Residents and councillors in Dublin appear to be left in the dark as the proposed alignment for the €4 billion Eastern Bypass motorway was moved closer to homes and businesses.
The 2014 Eastern Bypass proposed protected alignment for “Sector A: Dublin [Port] Tunnel to Sandymount Strand” opens the possibility of running the motorway at-grade in the city area and shifts the route of the motorway so that it will run directly beside the Point Village as well as closer to residential areas in East Wall. The route will then cross over to the southside beside or as a replacement to the Eastlink Bridge, the proposed motorway alignment then runs between houses in Ringsend and the River Liffey.
The route then passes the Irish Glass Bottle site before reaching Sandymount Strand where there are two options to reach Booterstown — a tunnel or bridge across the sea and beach. From Booterstown, the route would go via the south grounds of UCD and on to Sandyford where it would join with the current M50, completing a motorway ring road around Dublin city.
Artist’s impression of the bridge option across the south Dublin Bay, the alturnative is tunneling:
Transport Infrastructure Ireland (formally National Roads Authority) finalised the new section of route for the Eastern Bypass in September 2014. The report on the bypass was uploaded to TII.ie in the last year but has yet to be reported on.
Consultants working for Transport Infrastructure Ireland (TII) said the motorway would mean large volumes of extra traffic with added air pollution, noise and vibrations. They wrote that developers of new property should notify “all owners and occupants of the scheme will be advised of the possible noise, vibration and air impacts associated with the Dublin Eastern Bypass motorway and that any compensation arising as a result would be payable by the developer of the subject lands.”
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Asked about its support for the new section of route, a spokesman for Dublin City Council said: “In discussions with TII, Dublin City Council indicated that they were in broad agreement with the outline plans which TII had proposed.”
Separately, the council confirmed the status of the motorway in the current development plan process. A spokeswoman for the council confirmed that Dublin city councillors have excluded the bypass from the current draft plan but that it may yet make it into the final version.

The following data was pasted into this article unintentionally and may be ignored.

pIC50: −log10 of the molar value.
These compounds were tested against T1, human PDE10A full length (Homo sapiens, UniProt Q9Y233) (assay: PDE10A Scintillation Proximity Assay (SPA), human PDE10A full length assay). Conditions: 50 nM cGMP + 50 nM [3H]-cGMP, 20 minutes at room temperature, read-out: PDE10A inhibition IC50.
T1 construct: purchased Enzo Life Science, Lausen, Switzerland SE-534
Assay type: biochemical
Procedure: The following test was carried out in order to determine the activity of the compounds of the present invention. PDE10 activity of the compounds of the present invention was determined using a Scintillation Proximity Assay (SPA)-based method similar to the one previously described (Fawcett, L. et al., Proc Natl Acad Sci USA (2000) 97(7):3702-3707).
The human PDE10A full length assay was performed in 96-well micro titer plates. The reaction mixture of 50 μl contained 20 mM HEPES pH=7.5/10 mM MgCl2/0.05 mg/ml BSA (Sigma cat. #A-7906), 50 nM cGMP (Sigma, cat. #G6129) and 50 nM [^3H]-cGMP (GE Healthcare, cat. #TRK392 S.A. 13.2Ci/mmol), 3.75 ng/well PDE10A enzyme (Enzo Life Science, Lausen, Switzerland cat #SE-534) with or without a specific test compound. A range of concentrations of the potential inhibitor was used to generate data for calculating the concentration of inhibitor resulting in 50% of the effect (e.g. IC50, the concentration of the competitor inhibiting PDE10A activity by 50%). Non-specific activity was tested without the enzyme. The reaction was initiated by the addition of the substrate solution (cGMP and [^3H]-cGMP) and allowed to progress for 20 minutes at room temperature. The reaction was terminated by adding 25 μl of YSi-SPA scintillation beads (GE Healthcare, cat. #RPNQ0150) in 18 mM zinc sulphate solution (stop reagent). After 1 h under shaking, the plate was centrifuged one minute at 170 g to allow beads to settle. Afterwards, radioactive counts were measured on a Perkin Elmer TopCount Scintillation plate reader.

She said: “The Eastern By-Pass is not included in the draft City Development Plan 2016 – 2022. A draft Plan has no status until it is adopted – in November 2016 in this case. All submissions on the draft plan are currently being analysed and Recommendations brought to the City Council in May. A decision will then be made on whether the Eastern Bypass objective will be included in the second round of consultation in the summer.”
Separately, councillors in Dun Laoghaire-Rathdown County Council area voted against a motion to exclude the motorway from their development plan by two votes.
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When we asked Dublin City Council if councillors or residents were consulted on the major change in its area, the council referred us to TII saying that the council is not aware of the extent of their engagement with other stakeholders during the preparation of the report. TII have yet to respond to this and other questions.
The report by the consultants shows that because of Dublin Port’s plans to bring in the largest cruise ships in close to the Point, the protected motorway alignment options will now not include a high bridge and will not cut across the port. It will retain the options of “Medium Level Opening Bridge across Dublin Port” and “A2: Cut & Cover Tunnel through Dublin Port”, while adding an option of an at grade motorway and move the alignment right up to the current residential areas.
The report states: “The 2013 – 2014 study reexamined Options A1 and A2 and introduced a new Option (A6) to route the motorway at grade. The study, which was examined both engineering and urban design considerations, did not identify a preferred scheme, but identified that each of three remaining options was technically feasible and should be brought forward for comparison as part of the formal Route Selection and Environmental Impact Assessment processes at a later date. A corridor has been identified that can accommodate any of the three retained options.”
The report states: “Owners and occupiers of new developments on lands along and adjacent to the proposed route corridors should be made aware of the possible future provision of the Eastern Bypass Motorway Scheme. An undertaking in writing should be sought from developers that all owners and occupants of the scheme will be advised of the possible noise, vibration and air impacts associated with the Dublin Eastern Bypass motorway and that any compensation arising as a result would be payable by the developer of the subject lands and not by the developer of the Eastern Bypass scheme.”
Seven days ago TII confirmed acknowledgment of receiving questions sent to them by IrishCycle.com, but they have yet to respond further.